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International Booker Prize Winner 2022
Indian Campus Novels Before Chetan Bhagat’s Five Point Someone

Indian Campus Novels Before Chetan Bhagat’s Five Point Someone

 

It is a truth universally acknowledged that Chetan Bhagat’s Five Point Someone: What Not to Do at IITs took the Indian readership and publication market by storm. There can be many speculations as to why it happened. It can be assumed that after globalisation in the last decade, the mindset of the 21st-century middle-class audience was ripe to receive a book that talked about everyday woes without delving deeper into it. It was recognition without introspection. The novel breaks the barrier between high culture and low culture, it caters to the middle class without snobbery and elitism.

 

Upon looking back into the past, it can be said that the genre of novels itself was a break from elitism. It was the genre of the middle class, talking about everyday things such as mannerism, propriety, and more, as well as adventures. Novels provided validation for the middle-class reality as well as a dollop of escapism. The sub-genres of novels are innumerable and amidst these, one is campus fiction.

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The Graves of Academe (1952) by Mary McCarthy marks the beginning of campus novels in America followed by many such novels across the West. The main characteristic of such novels is that it is set within the grounds of a university, college or school. It features caricatures of professors and a satire on academic life. It began with the professor being the narrator as well as the protagonist of the novel, often dwelling in the loneliness of one’s mind. David Lodge is a renowned campus fiction writer in the UK. However, it is interesting to note that he differentiates campus novels from varsity novels, the ones based in Oxbridge, and are more student-oriented. Vladimir Nabokov's Pnin (1955) is also seen as an early example of a campus novel.

 

Campus novels also explore the themes of exploitation and victimization in the academy as opposed to the idea of educational institutions being a sacred space of higher learning and preparing students to enter the ‘real’ world. It explores various aspects of student-teacher relationships while also indulging in their personal lives. These novels are set in campus but are not limited to it. When student-oriented, the novels also focus on the coming of age (aka bildungsroman) as the students learn to navigate their lives.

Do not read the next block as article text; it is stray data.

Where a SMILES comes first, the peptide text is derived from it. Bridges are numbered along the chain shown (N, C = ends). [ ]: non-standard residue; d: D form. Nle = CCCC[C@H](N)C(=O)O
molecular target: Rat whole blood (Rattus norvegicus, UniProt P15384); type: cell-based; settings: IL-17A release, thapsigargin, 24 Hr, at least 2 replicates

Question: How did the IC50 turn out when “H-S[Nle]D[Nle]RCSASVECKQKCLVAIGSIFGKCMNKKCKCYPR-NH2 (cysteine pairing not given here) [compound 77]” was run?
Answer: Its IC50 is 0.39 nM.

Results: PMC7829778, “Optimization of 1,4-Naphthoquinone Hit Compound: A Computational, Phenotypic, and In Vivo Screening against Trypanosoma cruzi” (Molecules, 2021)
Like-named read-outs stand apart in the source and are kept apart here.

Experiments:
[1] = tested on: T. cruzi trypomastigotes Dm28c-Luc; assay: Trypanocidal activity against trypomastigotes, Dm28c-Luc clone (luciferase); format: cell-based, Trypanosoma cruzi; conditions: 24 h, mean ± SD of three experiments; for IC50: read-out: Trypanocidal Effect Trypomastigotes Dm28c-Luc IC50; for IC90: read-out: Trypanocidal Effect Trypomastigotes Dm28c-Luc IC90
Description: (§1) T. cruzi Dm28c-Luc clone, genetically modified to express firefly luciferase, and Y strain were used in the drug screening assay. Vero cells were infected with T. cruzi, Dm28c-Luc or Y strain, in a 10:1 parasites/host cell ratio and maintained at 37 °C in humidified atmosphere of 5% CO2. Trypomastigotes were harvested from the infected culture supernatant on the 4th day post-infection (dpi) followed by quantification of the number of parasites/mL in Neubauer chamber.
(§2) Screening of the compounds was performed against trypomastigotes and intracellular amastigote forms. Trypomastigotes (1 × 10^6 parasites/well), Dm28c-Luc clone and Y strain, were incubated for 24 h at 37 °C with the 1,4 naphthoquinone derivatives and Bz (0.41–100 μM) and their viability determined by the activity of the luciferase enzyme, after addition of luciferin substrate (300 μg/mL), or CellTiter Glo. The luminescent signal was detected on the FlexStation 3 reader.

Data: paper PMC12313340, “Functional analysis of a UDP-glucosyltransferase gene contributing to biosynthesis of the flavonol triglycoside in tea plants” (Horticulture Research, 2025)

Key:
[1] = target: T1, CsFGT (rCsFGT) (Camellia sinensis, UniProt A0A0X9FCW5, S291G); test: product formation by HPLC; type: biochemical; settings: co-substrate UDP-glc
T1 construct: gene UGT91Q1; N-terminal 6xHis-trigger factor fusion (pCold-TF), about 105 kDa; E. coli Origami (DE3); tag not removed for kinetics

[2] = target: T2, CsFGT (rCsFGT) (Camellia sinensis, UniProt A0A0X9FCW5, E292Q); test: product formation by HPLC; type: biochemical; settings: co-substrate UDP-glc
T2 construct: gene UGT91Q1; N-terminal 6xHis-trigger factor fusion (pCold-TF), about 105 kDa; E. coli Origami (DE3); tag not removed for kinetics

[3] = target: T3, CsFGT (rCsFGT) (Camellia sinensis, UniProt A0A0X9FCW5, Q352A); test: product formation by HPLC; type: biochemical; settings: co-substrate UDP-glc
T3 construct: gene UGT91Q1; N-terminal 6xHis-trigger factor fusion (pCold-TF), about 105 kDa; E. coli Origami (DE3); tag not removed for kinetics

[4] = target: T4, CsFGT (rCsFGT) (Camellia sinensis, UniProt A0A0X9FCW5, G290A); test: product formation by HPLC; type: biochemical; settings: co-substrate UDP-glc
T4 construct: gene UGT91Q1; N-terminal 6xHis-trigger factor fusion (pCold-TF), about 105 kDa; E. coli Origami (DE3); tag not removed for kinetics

In India, campus novels date back to 1937 when R.K. Narayan’s Bachelor of Arts was published. It is partially set in the academic environment before moving on to navigate the protagonist’s personal life. A similar case can be drawn from Narayan’s The English Teacher (1945). In this we see a sincere, enthusiastic, and sensitive teacher, Krishna who is also a very affectionate parent. Upon the death of his wife, he is drawn into melancholy and his daughter becomes his reason for survival.

 

These texts mark the earliest stages of campus novels in India followed by some more but were not widely received as certain novels of the 21st century. They weren’t entirely set in the campus setting either. Before the 1980s, Sudhin N. Ghose published The Vermillion Boat and The Flame of Forest. The former focused on the romantic life of its protagonist while the later focused on teachers who measure their academic excellence by being present in front of the Vice Chancellor of the university rather than actually teaching.

 

Atom and the Serpent: A Novel of Campus Life in India Today (1982) by Prema Nandakumar is seen as the first fully-fledged Indian campus novel. It focuses completely on the activities of academicians on campus. Meena Alexander in Nampally Road (1991) narrates the story from a woman’s point of view. The book focuses on a foreign-returned Mira, professor of English, faced with political turbulence on campus. She is deeply moved and eventually turns into an activist which reconstructs her ways of teaching. She teaches with political and social awareness.

 

Anurag Mathur published The Inscrutable Americans (1991). It tells the story of Gopal who moves to America for his education. It is extremely comical as Gopal tries to balance his Brahminic values and instructions from his mother while being introduced to the American ways of living. It charts the story of one year that he spends in a small-town university in the US. Ranga Rao published The Drunk Tantra in 1994. This text satirises the role and involvement of politics in university. It showcases how promotions take place based on contacts rather than merit. It shows the life of a person who is not so efficient at teaching but makes his way up the success ladder to the position of the principal.

 

Finally, Shakuntala Bharvani wrote about the life of a widow in search of companionship in Lost Direction (1996). The protagonist is a Reader in English. The narration dives deep into her childhood through stories and folktales, the past and the present, the falling standards of academia. The author brings together this story with satire and humour, not only for the campus life but also for the Indian society at large.

 

This list is not exhaustive. There are other books like The Long, Long Days by P.M. Nithyanandan, Rama Sarma’s The Farewell Party, In Custody by Anita Desai, Mircales Happen by D.R. Sharma, The Serpent and the Rope by Raja Rao, etc. It cannot be denied that Chetan Bhagat put together the life of the esteemed institution on the paper but campus novels do not start with him in India. He might have popularized the genre but there have been many books before his time that talk about various aspects of life at campus.

 

This Article is written by Akankshya

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